DOT cites the sugar industry as a ‘soft’ part of PH’s roadmap to recover from the pandemic

A farmer harvests sugar cane. (Filipina Daily Inquirer file photo)

BACOLOD CITY – Tourism Secretary Bernadette Romulo-Puyat has identified the sugar industry as a “soft” part of the country’s path to recovering from COVID-19.

Speaking at the 67th Annual Virtual National Convention of the Association of Sugar Technologists of the Philippines on Wednesday, Puyat said there are many ways for the sugar industry and the tourism industry to merge to create new offers and sources of income.

“Let’s harness the heritage and industrial capacities of our sugar-producing regions to develop a strong sense of belonging, each with its own story and unique sites,” she said.

The Philippine sugar industry contributes significantly to the country’s gross domestic product, with no less than 70 billion pesos per year.

With 23.3 million metric tons of cane grown on about 398,478 hectares of farmland in 17 provinces, Puyat said about 630,000 farmers depend on the industry for their livelihood and income.

“The pandemic has not affected the sugar industry in Negros. In fact, at the end of 2020, the sugar industry was around 50% more than the previous crop year in terms of gross tonnes of cane crushed, as sugar cane workers were allowed to continue working during the season. pandemic, ”she said.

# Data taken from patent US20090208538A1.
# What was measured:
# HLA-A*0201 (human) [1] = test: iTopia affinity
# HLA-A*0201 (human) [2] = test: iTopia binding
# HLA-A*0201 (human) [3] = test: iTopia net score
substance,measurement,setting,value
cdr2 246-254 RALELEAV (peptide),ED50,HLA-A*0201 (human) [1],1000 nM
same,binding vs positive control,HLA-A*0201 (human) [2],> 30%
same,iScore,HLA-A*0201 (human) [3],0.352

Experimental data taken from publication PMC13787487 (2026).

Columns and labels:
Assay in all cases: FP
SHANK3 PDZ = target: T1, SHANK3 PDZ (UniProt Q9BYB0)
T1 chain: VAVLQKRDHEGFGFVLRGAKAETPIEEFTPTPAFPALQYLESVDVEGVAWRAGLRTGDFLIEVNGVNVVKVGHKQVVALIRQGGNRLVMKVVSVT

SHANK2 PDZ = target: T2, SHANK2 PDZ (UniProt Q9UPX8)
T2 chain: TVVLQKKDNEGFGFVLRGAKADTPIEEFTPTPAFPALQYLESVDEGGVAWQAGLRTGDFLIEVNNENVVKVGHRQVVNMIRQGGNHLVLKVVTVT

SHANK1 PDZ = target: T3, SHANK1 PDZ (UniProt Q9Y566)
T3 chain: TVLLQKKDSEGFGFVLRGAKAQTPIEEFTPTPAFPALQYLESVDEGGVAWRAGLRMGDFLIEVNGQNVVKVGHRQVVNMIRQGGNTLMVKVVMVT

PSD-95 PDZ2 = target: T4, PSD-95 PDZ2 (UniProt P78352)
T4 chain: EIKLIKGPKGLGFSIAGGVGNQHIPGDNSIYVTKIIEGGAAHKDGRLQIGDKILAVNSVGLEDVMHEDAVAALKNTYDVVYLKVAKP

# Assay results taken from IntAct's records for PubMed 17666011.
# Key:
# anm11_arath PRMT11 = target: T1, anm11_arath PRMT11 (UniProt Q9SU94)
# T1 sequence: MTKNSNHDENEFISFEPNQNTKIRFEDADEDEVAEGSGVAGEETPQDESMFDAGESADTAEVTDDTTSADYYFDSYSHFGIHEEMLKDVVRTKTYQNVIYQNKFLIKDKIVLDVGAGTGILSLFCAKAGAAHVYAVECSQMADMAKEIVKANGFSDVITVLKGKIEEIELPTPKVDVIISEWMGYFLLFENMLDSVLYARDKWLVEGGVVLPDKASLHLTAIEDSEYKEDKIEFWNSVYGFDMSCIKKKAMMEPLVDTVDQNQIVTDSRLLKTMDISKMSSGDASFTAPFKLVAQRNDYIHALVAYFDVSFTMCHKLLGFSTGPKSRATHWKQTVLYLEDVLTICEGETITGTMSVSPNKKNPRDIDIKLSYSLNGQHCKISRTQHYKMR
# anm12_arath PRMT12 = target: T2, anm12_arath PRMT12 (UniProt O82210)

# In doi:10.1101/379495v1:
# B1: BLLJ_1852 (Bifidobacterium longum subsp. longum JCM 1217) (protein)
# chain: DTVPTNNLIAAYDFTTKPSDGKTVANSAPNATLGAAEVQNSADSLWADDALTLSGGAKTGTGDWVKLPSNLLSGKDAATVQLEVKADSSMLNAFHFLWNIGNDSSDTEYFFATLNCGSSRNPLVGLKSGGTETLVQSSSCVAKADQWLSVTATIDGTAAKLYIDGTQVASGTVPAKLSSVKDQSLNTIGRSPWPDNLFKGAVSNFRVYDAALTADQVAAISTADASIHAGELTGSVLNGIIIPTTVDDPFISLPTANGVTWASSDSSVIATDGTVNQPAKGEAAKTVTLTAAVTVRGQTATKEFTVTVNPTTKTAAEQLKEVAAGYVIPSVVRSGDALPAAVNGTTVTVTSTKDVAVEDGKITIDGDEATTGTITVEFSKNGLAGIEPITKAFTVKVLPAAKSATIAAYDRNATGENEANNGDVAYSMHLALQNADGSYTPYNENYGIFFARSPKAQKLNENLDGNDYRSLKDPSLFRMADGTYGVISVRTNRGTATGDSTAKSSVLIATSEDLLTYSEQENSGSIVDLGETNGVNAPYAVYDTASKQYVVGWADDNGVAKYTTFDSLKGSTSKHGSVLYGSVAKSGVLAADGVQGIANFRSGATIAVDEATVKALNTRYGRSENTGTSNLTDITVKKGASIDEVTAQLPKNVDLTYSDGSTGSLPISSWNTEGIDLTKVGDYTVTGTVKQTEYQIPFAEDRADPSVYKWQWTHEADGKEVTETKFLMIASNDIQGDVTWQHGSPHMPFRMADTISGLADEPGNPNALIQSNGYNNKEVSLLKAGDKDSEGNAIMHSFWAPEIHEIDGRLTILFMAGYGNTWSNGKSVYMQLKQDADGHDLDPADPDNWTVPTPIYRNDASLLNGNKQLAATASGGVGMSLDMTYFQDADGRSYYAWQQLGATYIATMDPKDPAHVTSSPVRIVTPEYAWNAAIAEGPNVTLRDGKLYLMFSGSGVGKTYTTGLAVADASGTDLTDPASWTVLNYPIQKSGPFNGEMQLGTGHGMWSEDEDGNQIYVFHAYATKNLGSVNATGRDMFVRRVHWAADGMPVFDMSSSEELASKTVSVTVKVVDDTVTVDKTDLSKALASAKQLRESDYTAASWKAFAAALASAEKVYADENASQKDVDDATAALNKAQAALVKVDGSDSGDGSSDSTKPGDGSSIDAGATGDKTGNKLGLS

For Negros Occidental, including Bacolod City, the drop in tourist arrivals was 78.22%. From 1.5 million tourists in 2019, there were only 345,000 tourists in 2020. Tourism revenue also declined, from 30.2 billion pesos in 2019 to just 6.5 billion pesos in the year. last.

“Diversification into tourism would provide an alternative source of income, and sugar stakeholders could consider turning part of their plantations into an agricultural tourism destination to create new tourism products that appeal to pandemic and post-pandemic travelers,” he said. declared Puyat.

She said that any visit to a sugarcane plantation will necessarily touch on history and highlight its agricultural and industrial aspects. A tour can show the journey of sugar production from harvesting sugar cane to crushing, grinding and refining.

Puyat said sugar-producing countries have already started offering tours of sugar estates, telling the story of the importance of sugar in the founding of the nation, its dark history of slavery and the operation of a factory. modern sugar bowl.

“Certainly our country has its own unique and fascinating sugar stories that can come to life in various ways,” she added.

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Rachel J. Bradford